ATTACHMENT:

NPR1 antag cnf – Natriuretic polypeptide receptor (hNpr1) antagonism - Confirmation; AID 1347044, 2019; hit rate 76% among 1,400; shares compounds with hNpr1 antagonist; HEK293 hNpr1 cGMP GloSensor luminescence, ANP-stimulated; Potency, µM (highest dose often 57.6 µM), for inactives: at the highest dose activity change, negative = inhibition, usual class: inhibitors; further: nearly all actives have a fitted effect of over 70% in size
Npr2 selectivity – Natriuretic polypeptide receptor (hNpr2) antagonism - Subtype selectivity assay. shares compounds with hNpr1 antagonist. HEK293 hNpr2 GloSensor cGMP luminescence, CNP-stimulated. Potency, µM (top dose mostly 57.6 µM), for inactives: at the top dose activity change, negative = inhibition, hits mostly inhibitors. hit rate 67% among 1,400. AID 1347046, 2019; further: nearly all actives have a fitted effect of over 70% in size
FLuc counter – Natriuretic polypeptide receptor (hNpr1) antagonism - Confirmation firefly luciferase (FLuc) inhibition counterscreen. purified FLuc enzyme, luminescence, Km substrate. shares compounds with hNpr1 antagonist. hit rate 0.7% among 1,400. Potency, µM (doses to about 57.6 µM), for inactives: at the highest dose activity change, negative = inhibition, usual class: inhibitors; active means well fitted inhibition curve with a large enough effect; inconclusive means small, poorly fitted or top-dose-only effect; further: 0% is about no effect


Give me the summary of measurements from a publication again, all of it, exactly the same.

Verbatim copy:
NPR1 antag cnf – Natriuretic polypeptide receptor (hNpr1) antagonism - Confirmation; AID 1347044, 2019; hit rate 76% among 1,400; shares compounds with hNpr1 antagonist; HEK293 hNpr1 cGMP GloSensor luminescence, ANP-stimulated; Potency, µM (highest dose often 57.6 µM), for inactives: at the highest dose activity change, negative = inhibition, usual class: inhibitors; further: nearly all actives have a fitted effect of over 70% in size
Npr2 selectivity – Natriuretic polypeptide receptor (hNpr2) antagonism - Subtype selectivity assay. shares compounds with hNpr1 antagonist. HEK293 hNpr2 GloSensor cGMP luminescence, CNP-stimulated. Potency, µM (top dose mostly 57.6 µM), for inactives: at the top dose activity change, negative = inhibition, hits mostly inhibitors. hit rate 67% among 1,400. AID 1347046, 2019; further: nearly all actives have a fitted effect of over 70% in size
FLuc counter – Natriuretic polypeptide receptor (hNpr1) antagonism - Confirmation firefly luciferase (FLuc) inhibition counterscreen. purified FLuc enzyme, luminescence, Km substrate. shares compounds with hNpr1 antagonist. hit rate 0.7% among 1,400. Potency, µM (doses to about 57.6 µM), for inactives: at the highest dose activity change, negative = inhibition, usual class: inhibitors; active means well fitted inhibition curve with a large enough effect; inconclusive means small, poorly fitted or top-dose-only effect; further: 0% is about no effect